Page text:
Day 28: Sargents to Del Norte (111.4 miles, 6,063ft)
Based on the coming terrain—relatively flat—and relative dearth of camping that didn’t require long drives on dirt roads, we decided to pull a long day from Sargents to Del Norte.
We started out early, just after sunrise, and enjoyed 13 easy miles downhill on asphalt. Once we reached Doyleville, we turned south onto well-maintained dirt country roads and rode through beautiful, open countryside with mountains in the distance.
After a brief jog onto Colorado Highway 114, we continued south on dirt roads, climbing very gradually toward Cochetopa Pass. The open fields gradually became forests as we arrived at the pass, and we enjoyed a beautiful, forested descent down the other side, rejoining highway 114 at the bottom.
Six miles on the highway brought us to a dirt road turn off, heading south. There we turned right and climbed 11, steeper, miles to Carnerno Pass. A long descent awaited us on the other side, through an incredible, rugged valley following the Carnero River. The final few miles of the descent followed paved road that led us out of the mountains entirely, near the little town of La Garita.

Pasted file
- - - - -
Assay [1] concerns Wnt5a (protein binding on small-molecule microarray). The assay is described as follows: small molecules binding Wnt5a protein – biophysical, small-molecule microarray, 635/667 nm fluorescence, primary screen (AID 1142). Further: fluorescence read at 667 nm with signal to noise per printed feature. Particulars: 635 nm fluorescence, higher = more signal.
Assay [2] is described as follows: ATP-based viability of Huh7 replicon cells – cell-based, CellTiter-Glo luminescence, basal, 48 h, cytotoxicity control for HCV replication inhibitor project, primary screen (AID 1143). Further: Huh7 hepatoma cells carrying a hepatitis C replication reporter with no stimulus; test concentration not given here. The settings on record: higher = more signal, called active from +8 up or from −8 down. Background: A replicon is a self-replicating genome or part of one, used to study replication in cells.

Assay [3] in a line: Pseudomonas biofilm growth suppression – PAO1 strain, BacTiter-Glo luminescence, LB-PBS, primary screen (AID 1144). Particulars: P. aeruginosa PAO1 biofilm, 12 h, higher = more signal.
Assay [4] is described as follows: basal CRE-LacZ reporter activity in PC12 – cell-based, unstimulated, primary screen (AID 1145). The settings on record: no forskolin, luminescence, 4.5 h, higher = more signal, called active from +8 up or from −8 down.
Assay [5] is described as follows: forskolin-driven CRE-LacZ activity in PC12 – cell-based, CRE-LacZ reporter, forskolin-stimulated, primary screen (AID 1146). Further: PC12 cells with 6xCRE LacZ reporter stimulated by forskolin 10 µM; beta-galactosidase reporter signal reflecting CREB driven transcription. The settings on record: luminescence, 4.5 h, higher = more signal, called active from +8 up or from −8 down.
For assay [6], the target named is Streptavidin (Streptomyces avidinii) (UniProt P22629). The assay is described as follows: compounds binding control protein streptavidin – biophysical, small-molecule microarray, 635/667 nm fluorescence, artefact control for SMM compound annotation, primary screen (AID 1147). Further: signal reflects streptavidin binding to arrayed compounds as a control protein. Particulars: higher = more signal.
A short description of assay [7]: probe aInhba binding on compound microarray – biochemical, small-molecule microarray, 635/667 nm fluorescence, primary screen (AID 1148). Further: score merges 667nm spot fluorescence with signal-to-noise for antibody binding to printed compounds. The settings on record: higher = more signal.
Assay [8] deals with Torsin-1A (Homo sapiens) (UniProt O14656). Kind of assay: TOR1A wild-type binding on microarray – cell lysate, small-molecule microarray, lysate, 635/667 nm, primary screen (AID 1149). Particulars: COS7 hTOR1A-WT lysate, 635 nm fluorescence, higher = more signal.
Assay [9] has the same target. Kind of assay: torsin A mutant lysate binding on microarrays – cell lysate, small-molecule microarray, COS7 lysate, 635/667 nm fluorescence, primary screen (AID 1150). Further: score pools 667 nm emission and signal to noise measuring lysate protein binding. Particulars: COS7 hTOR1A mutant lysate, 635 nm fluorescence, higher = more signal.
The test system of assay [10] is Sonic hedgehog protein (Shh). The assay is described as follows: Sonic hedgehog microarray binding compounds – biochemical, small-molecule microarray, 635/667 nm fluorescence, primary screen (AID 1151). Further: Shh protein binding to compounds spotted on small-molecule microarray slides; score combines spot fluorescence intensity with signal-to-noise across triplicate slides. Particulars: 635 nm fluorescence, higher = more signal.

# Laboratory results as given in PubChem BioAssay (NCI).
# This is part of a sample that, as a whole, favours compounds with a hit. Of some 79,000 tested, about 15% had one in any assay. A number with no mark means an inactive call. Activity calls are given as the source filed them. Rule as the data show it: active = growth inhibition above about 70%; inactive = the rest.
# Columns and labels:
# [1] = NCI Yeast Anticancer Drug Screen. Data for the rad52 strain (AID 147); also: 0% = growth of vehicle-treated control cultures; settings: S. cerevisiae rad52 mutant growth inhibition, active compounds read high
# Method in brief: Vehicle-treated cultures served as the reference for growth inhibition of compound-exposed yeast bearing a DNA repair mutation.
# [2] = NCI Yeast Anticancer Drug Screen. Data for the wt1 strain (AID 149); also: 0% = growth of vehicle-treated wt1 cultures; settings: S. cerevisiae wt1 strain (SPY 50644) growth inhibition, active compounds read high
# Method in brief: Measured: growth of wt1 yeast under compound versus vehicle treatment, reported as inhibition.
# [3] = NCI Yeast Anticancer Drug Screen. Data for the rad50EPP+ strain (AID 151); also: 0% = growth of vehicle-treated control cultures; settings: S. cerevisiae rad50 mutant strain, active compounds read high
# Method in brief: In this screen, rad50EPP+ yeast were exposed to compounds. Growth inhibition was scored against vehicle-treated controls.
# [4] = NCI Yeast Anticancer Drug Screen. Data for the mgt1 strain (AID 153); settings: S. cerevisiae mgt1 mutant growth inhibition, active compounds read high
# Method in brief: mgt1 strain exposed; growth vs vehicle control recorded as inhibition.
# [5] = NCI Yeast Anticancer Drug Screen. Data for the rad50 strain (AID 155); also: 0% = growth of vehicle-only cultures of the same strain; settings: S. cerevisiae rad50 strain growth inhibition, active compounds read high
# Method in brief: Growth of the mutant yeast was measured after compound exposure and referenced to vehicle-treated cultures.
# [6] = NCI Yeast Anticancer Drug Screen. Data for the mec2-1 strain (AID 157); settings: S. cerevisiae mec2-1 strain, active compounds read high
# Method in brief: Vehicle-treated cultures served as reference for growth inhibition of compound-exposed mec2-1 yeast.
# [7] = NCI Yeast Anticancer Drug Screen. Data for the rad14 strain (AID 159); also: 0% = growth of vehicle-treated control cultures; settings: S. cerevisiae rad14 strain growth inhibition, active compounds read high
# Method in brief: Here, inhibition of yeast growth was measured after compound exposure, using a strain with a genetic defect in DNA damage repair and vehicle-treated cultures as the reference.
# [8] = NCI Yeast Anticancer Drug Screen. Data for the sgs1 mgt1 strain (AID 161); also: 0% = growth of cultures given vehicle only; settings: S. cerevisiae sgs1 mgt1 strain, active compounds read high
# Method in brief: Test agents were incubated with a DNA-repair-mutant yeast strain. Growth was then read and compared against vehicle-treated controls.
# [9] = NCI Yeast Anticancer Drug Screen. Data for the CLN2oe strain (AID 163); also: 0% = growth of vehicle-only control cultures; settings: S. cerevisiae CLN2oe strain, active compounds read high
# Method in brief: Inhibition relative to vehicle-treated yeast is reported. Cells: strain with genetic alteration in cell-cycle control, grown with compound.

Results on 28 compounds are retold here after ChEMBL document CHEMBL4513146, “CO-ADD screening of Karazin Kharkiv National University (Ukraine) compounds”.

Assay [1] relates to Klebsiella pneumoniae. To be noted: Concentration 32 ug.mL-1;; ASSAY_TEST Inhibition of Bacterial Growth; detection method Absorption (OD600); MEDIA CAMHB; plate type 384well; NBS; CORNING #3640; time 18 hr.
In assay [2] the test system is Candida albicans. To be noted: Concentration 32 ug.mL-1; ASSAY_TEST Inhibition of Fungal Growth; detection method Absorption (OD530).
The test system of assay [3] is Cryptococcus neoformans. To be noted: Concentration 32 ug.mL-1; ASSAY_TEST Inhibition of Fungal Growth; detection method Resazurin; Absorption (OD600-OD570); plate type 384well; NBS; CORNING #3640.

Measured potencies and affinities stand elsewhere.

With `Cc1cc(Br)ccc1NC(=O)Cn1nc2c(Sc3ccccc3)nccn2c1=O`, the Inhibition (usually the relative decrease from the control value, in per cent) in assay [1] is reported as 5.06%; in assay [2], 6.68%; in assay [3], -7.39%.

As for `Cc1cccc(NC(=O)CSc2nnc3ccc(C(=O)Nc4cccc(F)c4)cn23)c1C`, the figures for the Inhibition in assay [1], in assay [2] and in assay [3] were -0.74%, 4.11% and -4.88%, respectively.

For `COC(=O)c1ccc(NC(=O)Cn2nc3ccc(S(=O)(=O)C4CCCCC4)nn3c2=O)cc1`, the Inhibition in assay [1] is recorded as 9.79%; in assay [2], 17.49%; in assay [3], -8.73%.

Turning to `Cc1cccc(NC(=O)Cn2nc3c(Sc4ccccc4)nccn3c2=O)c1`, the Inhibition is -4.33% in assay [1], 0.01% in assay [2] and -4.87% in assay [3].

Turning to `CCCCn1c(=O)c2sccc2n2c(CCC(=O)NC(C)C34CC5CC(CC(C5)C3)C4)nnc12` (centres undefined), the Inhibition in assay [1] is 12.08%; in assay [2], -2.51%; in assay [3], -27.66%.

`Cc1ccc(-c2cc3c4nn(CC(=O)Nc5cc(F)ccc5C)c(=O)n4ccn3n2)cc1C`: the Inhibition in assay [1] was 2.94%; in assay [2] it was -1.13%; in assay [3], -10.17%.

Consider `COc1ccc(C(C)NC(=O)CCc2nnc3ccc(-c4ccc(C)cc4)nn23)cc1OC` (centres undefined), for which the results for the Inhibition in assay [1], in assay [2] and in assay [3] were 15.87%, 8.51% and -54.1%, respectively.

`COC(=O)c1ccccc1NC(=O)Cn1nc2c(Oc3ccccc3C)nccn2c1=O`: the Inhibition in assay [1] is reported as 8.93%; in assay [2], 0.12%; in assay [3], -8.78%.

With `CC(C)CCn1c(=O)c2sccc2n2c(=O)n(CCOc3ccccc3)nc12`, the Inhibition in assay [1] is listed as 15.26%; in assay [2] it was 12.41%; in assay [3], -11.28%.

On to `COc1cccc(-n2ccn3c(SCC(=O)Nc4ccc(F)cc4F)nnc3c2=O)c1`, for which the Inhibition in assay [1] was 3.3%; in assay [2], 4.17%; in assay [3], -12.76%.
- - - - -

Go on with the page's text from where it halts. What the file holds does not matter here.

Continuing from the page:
From there, our route turned back southwest toward Penitente Canyon and Natural Arches, following a slow, sandy dirt road. Slowly ascending into a headwind, the next 9-10 miles were a slog; but that slog paid off, once we turned south onto a fun double track trail that rolled quickly through desert buttes down to the Del Norte airport.
We added a few miles when, with Del Norte in sight, we had to skirt around the airport; but we soon arrived in Del Norte, where we camped in the town park. Supposedly, we were supposed to register with the police; but the office was closed, and none of the listed numbers got us in touch with anyone who knew about camping. In any case, we set up our tents, and—lucky for us—the maintenance person for the park arrived in the evening to inform us that he’d turn off the morning sprinklers for our benefit. (There was also an elevated stage at the park that we could have camped on to avoid the sprinklers.)